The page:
James Whiteside and Misty Copeland in AfterEffect, Photo by Rosalie O'Connor, Courtesy ABT

Tonight at ABT: Marcelo Gomes' World Premiere

As a dancer, Marcelo Gomes has it all—a magnetic stage presence, impeccable musicality, technique for days and world-renowned partnering skills. But the American Ballet Theatre star has also been gaining ground as a choreographer lately, creating works for Complexions Contemporary Ballet, galas and festivals. (He also choreographed Misty Copeland's famous Under Amour ad.) Tonight marks a major milestone in his choreographic career: His first full ballet for ABT, AfterEffect, has its world premiere at the David H. Koch Theater in New York.

Gomes, who was just announced a 2015 Dance Magazine Award winner, has created short works for ABT galas in the past, including the first movement of AfterEffect in 2013. This expanded version, set to Tchaikovsky's Souvenir de Florence, includes a whopping 26 dancers and stars James Whiteside and Copeland (who has been something of a collaborator and muse for Gomes over the years). Fast-rising soloist Cassandra Trenary will perform the lead with Cory Stearns on Saturday afternoon. (You may have caught a glimpse of rehearsals during the World Ballet Day live-stream earlier this month.)

Gomes' new choreographic opportunity is a positive step for ABT, which has received criticism in the past for relying too heavily on guest stars and not developing its own dancers. With the recent promotion of Copeland and Stella Abrera, a talented roster of homegrown soloists and a 2016 Met season conspicuously light on guest artists, it looks like the company is making a serious effort to cultivate more from within.

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2020 Stars of the Corps: 10 Dancers Making Strides In and Out of the Spotlight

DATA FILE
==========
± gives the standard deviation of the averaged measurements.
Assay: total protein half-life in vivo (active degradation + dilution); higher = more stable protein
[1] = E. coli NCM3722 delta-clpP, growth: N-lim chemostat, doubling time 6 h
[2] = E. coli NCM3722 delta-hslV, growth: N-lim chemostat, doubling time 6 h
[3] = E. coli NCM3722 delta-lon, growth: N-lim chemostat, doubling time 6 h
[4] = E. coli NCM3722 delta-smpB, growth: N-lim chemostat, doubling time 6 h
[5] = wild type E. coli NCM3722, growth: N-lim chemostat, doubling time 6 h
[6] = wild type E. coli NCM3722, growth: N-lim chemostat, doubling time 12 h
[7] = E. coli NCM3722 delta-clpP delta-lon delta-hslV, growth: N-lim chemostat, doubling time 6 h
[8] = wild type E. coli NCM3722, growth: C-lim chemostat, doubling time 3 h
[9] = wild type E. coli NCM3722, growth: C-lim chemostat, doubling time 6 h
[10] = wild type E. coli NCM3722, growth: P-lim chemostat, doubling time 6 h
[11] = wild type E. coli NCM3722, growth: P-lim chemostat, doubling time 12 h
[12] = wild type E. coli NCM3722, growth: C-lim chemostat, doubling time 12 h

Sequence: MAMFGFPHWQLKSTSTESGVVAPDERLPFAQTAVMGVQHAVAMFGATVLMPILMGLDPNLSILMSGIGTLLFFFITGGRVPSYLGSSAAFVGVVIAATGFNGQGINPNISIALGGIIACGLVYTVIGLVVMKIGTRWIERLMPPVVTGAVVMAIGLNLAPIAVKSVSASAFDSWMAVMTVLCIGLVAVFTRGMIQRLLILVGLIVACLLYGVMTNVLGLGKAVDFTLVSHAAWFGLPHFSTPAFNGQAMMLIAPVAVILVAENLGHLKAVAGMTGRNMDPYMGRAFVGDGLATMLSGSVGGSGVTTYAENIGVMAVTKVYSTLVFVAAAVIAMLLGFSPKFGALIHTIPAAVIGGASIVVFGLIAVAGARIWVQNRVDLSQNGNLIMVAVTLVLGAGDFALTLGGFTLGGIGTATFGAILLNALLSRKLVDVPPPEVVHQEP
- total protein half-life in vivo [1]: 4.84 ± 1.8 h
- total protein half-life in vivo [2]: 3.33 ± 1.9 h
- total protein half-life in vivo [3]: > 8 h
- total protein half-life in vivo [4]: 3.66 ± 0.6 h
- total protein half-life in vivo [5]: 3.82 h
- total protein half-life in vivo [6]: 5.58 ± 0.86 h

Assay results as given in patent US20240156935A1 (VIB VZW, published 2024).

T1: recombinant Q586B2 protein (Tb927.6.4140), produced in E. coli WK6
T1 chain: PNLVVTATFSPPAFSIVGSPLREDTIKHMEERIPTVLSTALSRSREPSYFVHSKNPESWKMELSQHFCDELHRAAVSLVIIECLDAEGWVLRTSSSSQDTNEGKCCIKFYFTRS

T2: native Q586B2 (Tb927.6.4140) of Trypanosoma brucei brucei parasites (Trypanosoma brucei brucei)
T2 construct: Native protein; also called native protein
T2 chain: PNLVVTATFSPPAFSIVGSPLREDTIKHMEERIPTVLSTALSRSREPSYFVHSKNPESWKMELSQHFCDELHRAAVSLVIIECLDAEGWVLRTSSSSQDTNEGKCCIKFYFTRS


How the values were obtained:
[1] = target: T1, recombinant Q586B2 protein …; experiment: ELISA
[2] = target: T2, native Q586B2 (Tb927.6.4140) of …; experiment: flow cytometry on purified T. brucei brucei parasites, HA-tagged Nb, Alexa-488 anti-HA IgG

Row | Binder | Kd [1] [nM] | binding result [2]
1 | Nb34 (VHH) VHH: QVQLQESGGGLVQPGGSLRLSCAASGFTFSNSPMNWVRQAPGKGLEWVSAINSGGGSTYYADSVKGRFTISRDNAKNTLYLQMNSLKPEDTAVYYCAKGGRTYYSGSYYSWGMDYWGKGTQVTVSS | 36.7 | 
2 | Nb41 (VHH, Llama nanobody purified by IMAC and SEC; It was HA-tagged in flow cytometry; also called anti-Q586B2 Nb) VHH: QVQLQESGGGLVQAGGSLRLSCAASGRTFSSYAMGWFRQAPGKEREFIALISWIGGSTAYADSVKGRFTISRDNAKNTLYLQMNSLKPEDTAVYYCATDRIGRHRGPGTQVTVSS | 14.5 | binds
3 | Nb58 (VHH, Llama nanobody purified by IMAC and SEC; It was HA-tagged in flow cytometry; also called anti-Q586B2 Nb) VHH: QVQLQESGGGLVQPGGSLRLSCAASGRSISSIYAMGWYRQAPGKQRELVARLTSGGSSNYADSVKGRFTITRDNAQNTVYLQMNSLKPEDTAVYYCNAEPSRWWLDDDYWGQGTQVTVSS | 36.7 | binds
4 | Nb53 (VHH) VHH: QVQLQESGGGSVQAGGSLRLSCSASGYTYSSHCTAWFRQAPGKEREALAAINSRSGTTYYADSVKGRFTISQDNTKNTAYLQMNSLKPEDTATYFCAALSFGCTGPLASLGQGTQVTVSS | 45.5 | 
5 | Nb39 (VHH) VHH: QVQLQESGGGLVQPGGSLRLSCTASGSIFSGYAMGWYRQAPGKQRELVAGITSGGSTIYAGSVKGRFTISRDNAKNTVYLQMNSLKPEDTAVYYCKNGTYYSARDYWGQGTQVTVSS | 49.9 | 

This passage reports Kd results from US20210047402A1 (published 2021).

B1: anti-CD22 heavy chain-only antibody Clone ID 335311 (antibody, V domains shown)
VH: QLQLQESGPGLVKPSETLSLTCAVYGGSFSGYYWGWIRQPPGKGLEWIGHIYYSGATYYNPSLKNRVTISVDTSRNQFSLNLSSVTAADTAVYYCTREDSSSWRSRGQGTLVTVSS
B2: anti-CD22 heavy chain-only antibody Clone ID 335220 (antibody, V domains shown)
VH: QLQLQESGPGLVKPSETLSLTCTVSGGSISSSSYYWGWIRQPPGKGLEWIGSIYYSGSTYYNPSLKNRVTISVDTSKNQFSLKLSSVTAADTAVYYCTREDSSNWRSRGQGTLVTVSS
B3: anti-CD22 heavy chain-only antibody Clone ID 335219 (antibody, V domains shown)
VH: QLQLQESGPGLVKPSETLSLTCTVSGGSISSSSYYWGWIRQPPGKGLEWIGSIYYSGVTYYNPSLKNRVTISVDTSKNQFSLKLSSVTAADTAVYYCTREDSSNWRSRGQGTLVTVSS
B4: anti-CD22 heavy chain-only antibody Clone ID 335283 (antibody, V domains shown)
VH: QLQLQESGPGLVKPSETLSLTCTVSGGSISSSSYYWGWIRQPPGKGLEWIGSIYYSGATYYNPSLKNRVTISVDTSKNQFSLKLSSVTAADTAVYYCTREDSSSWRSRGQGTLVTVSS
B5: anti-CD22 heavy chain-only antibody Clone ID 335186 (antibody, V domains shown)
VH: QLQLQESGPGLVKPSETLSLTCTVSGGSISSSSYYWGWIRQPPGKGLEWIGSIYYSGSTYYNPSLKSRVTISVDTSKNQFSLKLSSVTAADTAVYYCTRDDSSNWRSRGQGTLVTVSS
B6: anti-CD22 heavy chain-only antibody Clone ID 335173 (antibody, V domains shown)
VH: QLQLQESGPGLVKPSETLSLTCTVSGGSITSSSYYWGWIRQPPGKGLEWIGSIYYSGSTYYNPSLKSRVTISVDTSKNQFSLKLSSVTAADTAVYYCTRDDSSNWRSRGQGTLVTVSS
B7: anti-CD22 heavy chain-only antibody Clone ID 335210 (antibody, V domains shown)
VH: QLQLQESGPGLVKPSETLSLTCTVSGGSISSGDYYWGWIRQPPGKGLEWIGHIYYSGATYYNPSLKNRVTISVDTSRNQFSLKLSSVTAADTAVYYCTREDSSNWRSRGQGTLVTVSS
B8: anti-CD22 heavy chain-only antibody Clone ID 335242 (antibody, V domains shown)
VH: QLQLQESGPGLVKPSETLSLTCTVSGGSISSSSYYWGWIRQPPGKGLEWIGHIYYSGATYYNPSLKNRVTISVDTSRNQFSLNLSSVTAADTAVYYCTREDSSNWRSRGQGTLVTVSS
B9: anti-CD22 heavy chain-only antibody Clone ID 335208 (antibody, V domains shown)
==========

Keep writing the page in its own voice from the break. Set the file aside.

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Dara Holmes, Joffrey Ballet

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Dara Holmes and Edson Barbosa in Myles Thatcher's Body of Your Dreams

Cheryl Mann, Courtesy Joffrey Ballet

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Wanyue Qiao as an Odalisque in Konstantin Sergeyev's Le Corsaire

Gene Schiavone, Courtesy ABT

Joshua Guillemot-Rodgerson, Houston Ballet

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Leah McFadden, Colorado Ballet

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Leah McFadden as Amour in Colorado Ballet's production of Don Quixote

Mike Watson, Courtesy Colorado Ballet

Maria Coelho, Tulsa Ballet

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Kate Lubar, Courtesy Tulsa Ballet

Alexander Reneff-Olson, San Francisco Ballet

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Erik Tomasson, Courtesy SFB

India Bradley, New York City Ballet

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India Bradley practices backstage before a performance of Balanchine's Tschaikovsky Piano Concerto No. 2.

Erin Baiano, Courtesy NYCB

Bella Ureta, Cincinnati Ballet

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Bella Ureta performs the Act I Pas de Trois in Kirk Peterson's Swan Lake

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Alejándro Gonzales, Oklahoma City Ballet

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Alejandro González in Michael Pink's Dracula at Oklahoma City Ballet.

Kate Luber, Courtesy Oklahoma City Ballet

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Courtesy Carrie Gaerte, modeled by 2020 Butler University graduate Michela Semenza

Concussions Are More Than a Bump on the Head. Here's What Dancers Need to Know

Your partner accidentally drops you during a lift. You collide head-on with another dancer in rehearsal. Or you're hit in the face while you're spotting a turn. Even if you didn't lose consciousness, you may have a concussion, which can occur from a direct blow to the head or rotary force of the brain moving excessively or striking the skull.

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Gone are the days when you had to skip college in order to have a successful ballet career. College ballet programs are better than ever before, providing students with the training, professional connections and performance experience they need to thrive in companies postgraduation. But given the number of elements involved in the application process, choosing the right program can feel daunting. We've broken the college application timeline down step by step to help you best approach each stage along the way.

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